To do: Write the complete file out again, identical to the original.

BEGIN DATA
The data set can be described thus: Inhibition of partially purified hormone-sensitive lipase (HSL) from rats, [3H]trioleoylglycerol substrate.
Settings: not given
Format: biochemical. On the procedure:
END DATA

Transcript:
The data set can be described thus: Inhibition of partially purified hormone-sensitive lipase (HSL) from rats, [3H]trioleoylglycerol substrate.
Settings: not given
Format: biochemical. On the procedure: